Angelman Updates with Dr. Terry Jo Bichell, featuring Dr. Ralf Schmid

Quick Overview

Dr. Ralf Schmid, a translational research director at the Gene Therapy Program at the University of Pennsylvania, discusses the use of gene therapy for Angelman Syndrome in an interview with Dr. Terry Jo Bichell. Dr. Schmid explains that gene therapy involves delivering the UBE3A gene, which is missing or mutated in Angelman Syndrome patients, into the brain using a modified virus called adeno-associated virus (AAV). The AAV delivers the gene to neurons, where it is expected to produce the UBE3A protein and improve the patient’s condition. Dr. Schmid also discusses the safety and persistence of the gene therapy, as well as the ongoing research and clinical trials in the field. He emphasizes the need for further studies in animal models and clinical trials to determine the effectiveness of gene therapy in patients. Overall, gene therapy shows promise as a potential treatment for Angelman Syndrome, but more research is needed to fully understand its impact.


In this edition of Angelman Updates, we have the pleasure of interviewing Dr. Ralf Schmid, a translational research director at the Gene Therapy Program at the University of Pennsylvania. Dr. Schmid shares his background and how he got involved in the field of neuroscience and gene therapy. He also discusses his work in developing gene therapy for Angelman Syndrome and other neurodevelopmental disorders.

Background and Journey

Dr. Schmid originally trained as a biochemist but developed a keen interest in neuroscience during his PhD studies. He specialized in neuroscience and focused on brain development and diseases associated with it during his postdoctoral training. Dr. Schmid’s work gradually shifted towards more cutting-edge technologies, eventually leading him to gene therapy.

He became involved in the Angelman program while working at UNC Chapel Hill, where he collaborated with Ben Philpott’s lab. Dr. Philpott’s lab had discovered a small molecule that could reactivate UBE3A, the gene associated with Angelman Syndrome, in mice. Dr. Schmid joined the lab and worked on both Angelman Syndrome and Rett Syndrome, another neurodevelopmental disorder. Eventually, he received an opportunity to lead a team at the University of Pennsylvania to develop gene therapy for both diseases.

Gene Therapy for Angelman Syndrome

Dr. Schmid explains that gene therapy for Angelman Syndrome involves delivering the UBE3A gene into the brain using a virus called adeno-associated virus (AAV). AAV is a safe and well-tolerated virus that can be targeted to specific organs. The AAV used for Angelman Syndrome gene therapy, AAV9, is designed to target neurons in the brain.

Once the AAV9 virus delivers the UBE3A gene into the brain, it enters the nucleus of the neuron and activates the production of UBE3A protein. The goal is to replace the missing or mutated UBE3A gene in Angelman Syndrome patients and improve their condition. Dr. Schmid emphasizes that gene therapy does not alter the patient’s genome but introduces a new gene into the cells.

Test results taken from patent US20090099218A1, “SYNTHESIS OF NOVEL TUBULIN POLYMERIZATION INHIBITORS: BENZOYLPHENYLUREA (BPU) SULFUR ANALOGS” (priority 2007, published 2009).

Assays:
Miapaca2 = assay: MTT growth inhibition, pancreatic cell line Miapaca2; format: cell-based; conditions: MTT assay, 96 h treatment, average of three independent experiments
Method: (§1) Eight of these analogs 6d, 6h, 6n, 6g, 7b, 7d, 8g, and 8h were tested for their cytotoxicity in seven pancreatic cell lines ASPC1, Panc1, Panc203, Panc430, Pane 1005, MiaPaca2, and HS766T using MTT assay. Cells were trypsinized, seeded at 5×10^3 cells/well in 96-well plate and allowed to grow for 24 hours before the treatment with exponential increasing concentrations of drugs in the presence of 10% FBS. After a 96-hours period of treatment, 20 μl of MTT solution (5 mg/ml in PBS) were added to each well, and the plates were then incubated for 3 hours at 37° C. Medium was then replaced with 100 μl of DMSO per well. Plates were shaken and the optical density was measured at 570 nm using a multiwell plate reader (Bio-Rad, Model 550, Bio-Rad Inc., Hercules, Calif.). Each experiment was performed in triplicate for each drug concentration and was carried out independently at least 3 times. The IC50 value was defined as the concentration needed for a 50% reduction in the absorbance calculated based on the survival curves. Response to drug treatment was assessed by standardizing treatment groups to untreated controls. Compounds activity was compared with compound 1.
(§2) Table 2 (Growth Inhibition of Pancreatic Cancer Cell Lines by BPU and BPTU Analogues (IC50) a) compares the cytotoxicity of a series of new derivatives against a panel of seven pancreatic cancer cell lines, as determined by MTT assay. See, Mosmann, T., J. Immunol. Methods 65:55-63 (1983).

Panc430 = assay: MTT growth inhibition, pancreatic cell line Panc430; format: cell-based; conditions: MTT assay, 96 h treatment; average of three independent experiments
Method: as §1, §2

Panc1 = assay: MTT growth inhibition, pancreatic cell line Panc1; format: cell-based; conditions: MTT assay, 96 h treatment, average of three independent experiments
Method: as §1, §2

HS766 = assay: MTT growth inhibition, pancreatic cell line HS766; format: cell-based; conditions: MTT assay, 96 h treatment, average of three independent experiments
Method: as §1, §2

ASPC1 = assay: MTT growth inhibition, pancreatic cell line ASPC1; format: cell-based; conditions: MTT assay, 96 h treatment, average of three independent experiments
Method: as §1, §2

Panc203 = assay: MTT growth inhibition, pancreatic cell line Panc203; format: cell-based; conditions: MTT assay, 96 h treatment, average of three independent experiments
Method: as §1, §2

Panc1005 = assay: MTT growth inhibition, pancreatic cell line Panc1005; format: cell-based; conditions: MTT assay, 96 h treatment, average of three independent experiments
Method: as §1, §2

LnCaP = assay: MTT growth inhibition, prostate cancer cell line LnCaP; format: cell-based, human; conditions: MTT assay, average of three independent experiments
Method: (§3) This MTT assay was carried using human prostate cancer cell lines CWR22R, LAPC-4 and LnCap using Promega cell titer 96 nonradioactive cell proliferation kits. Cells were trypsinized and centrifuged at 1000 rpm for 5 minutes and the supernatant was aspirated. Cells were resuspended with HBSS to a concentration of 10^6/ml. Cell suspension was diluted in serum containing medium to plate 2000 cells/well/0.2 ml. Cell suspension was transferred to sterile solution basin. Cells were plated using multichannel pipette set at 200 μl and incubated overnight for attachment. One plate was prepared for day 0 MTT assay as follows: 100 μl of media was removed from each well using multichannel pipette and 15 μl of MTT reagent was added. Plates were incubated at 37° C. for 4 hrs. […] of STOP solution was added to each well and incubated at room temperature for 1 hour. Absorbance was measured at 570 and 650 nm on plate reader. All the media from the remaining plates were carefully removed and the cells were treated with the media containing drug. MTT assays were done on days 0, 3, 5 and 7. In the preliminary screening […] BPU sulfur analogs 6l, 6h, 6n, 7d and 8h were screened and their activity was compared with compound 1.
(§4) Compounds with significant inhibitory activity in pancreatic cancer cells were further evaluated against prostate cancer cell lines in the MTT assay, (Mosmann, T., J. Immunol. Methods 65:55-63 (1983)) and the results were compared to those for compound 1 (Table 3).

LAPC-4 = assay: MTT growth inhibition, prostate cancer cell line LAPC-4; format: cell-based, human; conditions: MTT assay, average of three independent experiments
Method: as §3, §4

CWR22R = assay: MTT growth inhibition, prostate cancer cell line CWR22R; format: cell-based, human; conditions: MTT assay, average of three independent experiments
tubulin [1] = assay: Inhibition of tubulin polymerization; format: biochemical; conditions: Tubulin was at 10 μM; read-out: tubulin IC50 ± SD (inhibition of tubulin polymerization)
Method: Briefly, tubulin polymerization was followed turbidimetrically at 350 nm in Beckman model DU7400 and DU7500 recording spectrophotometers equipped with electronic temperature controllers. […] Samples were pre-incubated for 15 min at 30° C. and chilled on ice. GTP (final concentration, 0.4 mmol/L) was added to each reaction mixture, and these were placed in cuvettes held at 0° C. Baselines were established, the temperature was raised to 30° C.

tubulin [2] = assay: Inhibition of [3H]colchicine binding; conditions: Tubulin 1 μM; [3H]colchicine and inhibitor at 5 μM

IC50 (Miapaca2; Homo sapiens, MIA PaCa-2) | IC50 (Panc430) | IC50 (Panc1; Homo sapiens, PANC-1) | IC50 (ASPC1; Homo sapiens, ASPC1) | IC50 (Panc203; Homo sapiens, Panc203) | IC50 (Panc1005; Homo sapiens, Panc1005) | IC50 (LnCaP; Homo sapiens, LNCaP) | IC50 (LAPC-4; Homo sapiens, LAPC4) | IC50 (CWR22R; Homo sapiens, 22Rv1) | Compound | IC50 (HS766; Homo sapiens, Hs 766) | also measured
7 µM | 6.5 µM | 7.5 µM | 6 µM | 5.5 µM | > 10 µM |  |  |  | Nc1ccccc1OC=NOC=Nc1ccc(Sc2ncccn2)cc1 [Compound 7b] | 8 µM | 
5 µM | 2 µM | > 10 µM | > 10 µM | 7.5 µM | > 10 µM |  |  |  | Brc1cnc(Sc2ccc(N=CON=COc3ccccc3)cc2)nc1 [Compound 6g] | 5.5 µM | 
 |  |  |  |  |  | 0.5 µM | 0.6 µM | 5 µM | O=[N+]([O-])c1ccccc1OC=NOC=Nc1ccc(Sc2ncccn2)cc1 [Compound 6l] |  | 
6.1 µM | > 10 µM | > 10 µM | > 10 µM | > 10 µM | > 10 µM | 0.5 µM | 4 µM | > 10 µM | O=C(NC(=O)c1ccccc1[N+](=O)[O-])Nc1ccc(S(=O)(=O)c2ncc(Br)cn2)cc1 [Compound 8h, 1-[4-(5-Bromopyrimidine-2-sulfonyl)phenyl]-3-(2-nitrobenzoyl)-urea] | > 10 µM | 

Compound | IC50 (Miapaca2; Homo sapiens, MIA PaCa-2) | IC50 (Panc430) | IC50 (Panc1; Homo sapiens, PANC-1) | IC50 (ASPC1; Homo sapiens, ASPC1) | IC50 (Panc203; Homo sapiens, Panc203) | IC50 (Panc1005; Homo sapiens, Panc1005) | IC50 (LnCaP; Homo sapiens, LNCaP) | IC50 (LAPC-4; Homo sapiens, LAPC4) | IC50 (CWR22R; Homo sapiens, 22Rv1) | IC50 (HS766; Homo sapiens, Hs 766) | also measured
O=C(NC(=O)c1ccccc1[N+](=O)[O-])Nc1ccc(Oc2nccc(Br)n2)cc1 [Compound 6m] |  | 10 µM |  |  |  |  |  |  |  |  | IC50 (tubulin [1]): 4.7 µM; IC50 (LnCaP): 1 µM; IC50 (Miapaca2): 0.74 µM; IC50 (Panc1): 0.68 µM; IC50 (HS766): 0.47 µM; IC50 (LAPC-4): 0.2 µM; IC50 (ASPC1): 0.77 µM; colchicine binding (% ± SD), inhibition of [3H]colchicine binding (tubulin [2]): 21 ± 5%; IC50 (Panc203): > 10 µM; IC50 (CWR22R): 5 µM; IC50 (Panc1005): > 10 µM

Challenges and Future Directions

Dr. Schmid acknowledges that gene therapy is a complex process that is still being optimized for central nervous system (CNS) applications. The scientific community is working on improving the delivery and effectiveness of gene therapy for neurological disorders. He also addresses concerns about the immune response to the AAV virus used in gene therapy. Researchers are exploring ways to suppress antibodies temporarily to allow repeated administration of the same AAV vector.

Clinical Trials and Expectations

Dr. Schmid highlights the importance of conducting clinical trials to evaluate the safety and therapeutic value of gene therapy in patients. Animal models, such as mice and non-human primates, are used to study the administration and effects of gene therapy. However, the ultimate test is to try gene therapy in human patients.

He explains that the timeline for observing the effects of gene therapy in patients is not yet clear. In animal models, it takes a minimum of two weeks for the UBE3A protein expression to stabilize. It may take several weeks or months to see improvements in patients, but the exact timeline is uncertain.

The Fascination with Neuroscience and Gene Therapy

Dr. Schmid expresses his fascination with neuroscience and gene therapy, describing them as frontiers of the unknown. He finds the brain and its diseases incredibly intriguing, and he believes there is still much to learn. The opportunity to explore and make a difference in the field of gene therapy for neurodevelopmental disorders like Angelman Syndrome motivates him.


Dr. Ralf Schmid’s work in gene therapy for Angelman Syndrome offers hope for patients and their families. His dedication to understanding the brain and developing innovative treatments demonstrates the potential of gene therapy in improving the lives of individuals with neurodevelopmental disorders. As research progresses, the field of gene therapy continues to push the boundaries of what is known, offering new possibilities for treatment and understanding.

Talk details

  • Title: Angelman Updates with Dr. Terry Jo Bichell, featuring Dr. Ralf Schmid
  • Author(s): Ralf Schmid
  • Author(s)’ affiliation: University of Pennsylvania
  • Publication date: 2022-05-23
  • Collection: Angelman Updates with Dr. Terry Jo Bichell